Opening night of the Carmel Symphony Orchestra’s 49th season, Saturday, featured an impressive concert that represented the increasingly high quality of an orchestra that is one of the glittering jewels in the crown of Carmel’s growing arts and culture scene.
Held at The Palladium, at The Center of the Performing Arts, of which is the home of the CSO and one if its resident companies, the concert, “Masterworks 1: Modern Classics,” included works by Mozart and Beethoven. It was led by guest conductor David Commanday who was joined by renowned guest piano soloist Gabriela Martinez. Also featured was a world premiere of a commissioned work by Carmel resident and Anderson University Professor Dr. Caroline KyungA Ahn,
During welcoming remarks Anne Marie Chastaine, newly appointed CSO executive director, a professional musician trained at Indiana University Jacobs School of Music who holds a master’s degree in arts administration, introduced herself. After thanking sponsors, donors, subscribers and attendees, she also expressed gratitude and thanks to Janna Hymes, CSO artistic director of six years, who announced her resignation in a press release distributed earlier that day.
Chastain then introduced maestro Commanday, of Peoria, Ill. who is Artistic Director and Conductor of the Heartland Festival Orchestra, Director of Orchestral Activities and Instructor of Cello at Eastern Illinois University, and Music Director of Youth Music Illinois.
Following Chastain’s remarks Commanday took to the podium to conduct the CSO in “Take Me Home Clouds. Take Me…” a contemporary piece composed by the previously mentioned Korean immigrant, Dr. Ahn. In the program notes Ahn indicated that she was inspired to write the composition after enduring a harrowing plane return flight from Las Vegas to Indianapolis after a family vacation. Upon experiencing severe turbulence, to comfort her children who were travelling with her, she calmed them by talking to them about “our sweet Carmel home and how we would be home soon.” The work describes “My impression of our City of Carmel…very fresh, authentic, fun, urban and beautiful.” she said. Guided vigorously by Commanday the orchestra vividly captured the frightening turbulence followed by the serene aftermath inspired by Ahn’s emotion-packed plane ride and her love of her adopted city, giving CSO’s invigorating performance a filmic quality and made for an affectionate valentine to Carmel.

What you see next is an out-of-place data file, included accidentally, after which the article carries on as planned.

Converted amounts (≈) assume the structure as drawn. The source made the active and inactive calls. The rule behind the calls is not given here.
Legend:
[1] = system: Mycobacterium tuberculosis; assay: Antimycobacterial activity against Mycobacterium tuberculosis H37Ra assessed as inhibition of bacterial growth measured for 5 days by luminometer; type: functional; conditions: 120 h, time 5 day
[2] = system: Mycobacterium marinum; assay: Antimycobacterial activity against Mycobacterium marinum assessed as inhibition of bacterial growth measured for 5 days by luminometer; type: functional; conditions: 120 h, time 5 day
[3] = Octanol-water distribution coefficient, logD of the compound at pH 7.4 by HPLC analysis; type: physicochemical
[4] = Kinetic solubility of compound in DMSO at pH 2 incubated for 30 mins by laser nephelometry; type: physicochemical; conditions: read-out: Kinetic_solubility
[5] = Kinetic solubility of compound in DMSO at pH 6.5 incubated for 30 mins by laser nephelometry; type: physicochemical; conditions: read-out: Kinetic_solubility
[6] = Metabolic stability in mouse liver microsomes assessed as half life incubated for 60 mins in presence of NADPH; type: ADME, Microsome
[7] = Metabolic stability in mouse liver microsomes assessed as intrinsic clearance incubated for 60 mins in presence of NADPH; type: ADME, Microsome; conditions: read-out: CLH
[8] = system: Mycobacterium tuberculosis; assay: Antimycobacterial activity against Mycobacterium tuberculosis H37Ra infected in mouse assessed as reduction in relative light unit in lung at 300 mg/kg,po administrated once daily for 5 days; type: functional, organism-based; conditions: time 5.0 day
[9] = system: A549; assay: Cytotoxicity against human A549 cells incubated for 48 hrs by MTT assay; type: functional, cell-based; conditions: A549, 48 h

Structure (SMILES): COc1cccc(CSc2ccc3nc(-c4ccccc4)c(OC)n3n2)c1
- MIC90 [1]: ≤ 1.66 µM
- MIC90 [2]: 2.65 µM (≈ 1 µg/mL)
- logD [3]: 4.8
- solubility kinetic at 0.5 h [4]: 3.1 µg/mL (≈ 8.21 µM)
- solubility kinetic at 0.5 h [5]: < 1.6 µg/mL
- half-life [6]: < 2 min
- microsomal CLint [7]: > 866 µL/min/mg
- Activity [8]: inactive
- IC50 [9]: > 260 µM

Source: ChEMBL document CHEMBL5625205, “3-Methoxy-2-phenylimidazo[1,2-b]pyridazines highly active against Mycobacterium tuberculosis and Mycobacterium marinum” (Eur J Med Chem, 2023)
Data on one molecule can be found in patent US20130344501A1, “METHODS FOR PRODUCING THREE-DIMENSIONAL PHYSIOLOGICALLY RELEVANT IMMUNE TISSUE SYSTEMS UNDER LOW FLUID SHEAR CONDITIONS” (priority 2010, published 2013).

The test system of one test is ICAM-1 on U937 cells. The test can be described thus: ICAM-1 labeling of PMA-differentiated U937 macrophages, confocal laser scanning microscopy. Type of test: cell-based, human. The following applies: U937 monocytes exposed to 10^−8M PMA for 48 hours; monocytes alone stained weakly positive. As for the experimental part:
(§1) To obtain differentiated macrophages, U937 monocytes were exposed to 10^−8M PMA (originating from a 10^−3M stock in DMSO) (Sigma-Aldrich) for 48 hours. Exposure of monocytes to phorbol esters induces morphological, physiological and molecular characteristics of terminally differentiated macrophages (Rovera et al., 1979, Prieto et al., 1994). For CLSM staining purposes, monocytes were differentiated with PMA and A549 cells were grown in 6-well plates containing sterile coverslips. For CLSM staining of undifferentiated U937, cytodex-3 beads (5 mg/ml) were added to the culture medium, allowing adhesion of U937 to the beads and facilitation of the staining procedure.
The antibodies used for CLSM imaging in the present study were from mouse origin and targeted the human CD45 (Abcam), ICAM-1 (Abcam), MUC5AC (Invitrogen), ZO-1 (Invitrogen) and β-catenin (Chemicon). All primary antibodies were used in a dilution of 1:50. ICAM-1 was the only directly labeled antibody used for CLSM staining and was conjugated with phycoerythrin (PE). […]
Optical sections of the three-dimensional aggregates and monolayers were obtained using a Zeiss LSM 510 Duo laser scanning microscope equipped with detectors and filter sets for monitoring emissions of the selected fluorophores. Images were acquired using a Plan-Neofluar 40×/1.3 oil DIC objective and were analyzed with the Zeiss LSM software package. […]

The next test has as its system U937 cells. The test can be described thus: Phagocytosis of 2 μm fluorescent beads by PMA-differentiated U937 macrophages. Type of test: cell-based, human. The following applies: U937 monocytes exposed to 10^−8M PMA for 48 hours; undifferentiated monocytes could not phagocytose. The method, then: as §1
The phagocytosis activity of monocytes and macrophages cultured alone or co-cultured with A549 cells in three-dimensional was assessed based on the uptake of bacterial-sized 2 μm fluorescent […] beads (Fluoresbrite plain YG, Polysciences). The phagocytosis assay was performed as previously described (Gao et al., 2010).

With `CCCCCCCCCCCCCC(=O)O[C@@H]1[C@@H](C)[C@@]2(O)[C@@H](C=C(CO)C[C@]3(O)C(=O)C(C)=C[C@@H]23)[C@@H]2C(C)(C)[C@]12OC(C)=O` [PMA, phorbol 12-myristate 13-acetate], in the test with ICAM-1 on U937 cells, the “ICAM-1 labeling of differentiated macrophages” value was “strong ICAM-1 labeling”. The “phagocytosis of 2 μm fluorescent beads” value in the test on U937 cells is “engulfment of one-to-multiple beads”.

Joining the orchestra for the second part of the program for Mozart’s “Piano Concerto No. 20,” was Venezuelan born, Gabriela Martinez, a Juilliard trained pianist, who has performed with some of the finest orchestras and in some of the most prestigious venues in the world. Composed by Mozart in 1875, movie fans who saw the 1984 feature film “Amadeus” may recall makes use of the concerto’s first movement, “Alegro”, when Mozart is stumbling home after an evening with Emmanuel Schikaneder during a night of composing the score of his opera “The Magic Flute.” An excerpt of the second movement (Romanze) plays in the final scene and during the end credits.
The elegant Martinez, who plays the piano, effortlessly, like a prima ballerina dances, lived up to her reputation for lyricism as she caressed the keys in a performance that was as compelling as it was deeply moving. Coaxed by charismatic Commanday, the orchestra, consisting, primarily, of youthful players, never sounded richer or lusher.
Known for his effective communication with both musicians and audiences alike. Harvard-trained Commanday, gave further evidence that he was the ideal choice to lead the CSO in its season opener during stirring Beethoven’s “Symphony. No. 7,” which closed the concert. The piece premiered at an 1813 benefit concert for Austrian soldiers wounded in the Napoleonic Wars. Under Commandy’s seasoned baton, the CSO musicians soared in a colorful performance that displayed exceptional dynamics, phrasing and tempo in their rousing interpretation of Beethoven’s 7th, which he regarded as one of his best.
With the announcement of Hymes surprise departure and the last-minute addition of Commanday as her stand in for the CSO opening night of its 2023-2024 season, there was a lot of change to absorb. However, for all concerned and based on the excellence of the music and caliber of the musicianship exhibited, the recent transition bodes well for an orchestra, beloved by its present fan base but deserving of a wider audience that has yet to discover this best kept secret in Hamilton County, if not Indiana. Hopefully, it is sooner than later that CSO realizes its full potential as a force to be reckoned with in the music world.
For tickets and information about the 2023-2024 Carmel Symphony Orchestra season visit thecenterpresents.org.